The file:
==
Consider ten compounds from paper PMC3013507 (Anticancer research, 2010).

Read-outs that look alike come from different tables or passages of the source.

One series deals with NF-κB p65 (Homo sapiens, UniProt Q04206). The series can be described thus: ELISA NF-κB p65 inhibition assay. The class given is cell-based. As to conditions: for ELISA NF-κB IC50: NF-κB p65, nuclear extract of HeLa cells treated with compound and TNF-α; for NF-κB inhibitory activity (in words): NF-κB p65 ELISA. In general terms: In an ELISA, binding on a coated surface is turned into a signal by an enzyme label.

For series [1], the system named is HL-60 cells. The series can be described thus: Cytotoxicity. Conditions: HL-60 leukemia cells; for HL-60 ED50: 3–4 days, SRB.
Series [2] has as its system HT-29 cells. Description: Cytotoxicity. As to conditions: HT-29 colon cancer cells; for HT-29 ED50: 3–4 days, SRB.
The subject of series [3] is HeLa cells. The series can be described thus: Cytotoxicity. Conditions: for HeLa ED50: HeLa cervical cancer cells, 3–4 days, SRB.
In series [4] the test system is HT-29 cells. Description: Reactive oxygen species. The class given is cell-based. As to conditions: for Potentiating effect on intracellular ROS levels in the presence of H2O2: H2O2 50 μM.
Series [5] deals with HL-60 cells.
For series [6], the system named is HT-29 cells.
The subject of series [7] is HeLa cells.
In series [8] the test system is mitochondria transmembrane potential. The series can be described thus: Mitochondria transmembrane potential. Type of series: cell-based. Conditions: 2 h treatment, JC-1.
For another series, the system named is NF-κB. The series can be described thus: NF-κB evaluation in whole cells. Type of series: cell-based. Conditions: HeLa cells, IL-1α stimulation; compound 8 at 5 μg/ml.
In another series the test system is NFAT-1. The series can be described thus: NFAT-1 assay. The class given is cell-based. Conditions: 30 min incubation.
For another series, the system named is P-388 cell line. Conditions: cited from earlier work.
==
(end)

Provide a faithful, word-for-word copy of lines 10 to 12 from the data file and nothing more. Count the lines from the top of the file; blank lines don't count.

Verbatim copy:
The subject of series [7] is HeLa cells.
In series [8] the test system is mitochondria transmembrane potential. The series can be described thus: Mitochondria transmembrane potential. Type of series: cell-based. Conditions: 2 h treatment, JC-1.
For another series, the system named is NF-κB. The series can be described thus: NF-κB evaluation in whole cells. Type of series: cell-based. Conditions: HeLa cells, IL-1α stimulation; compound 8 at 5 μg/ml.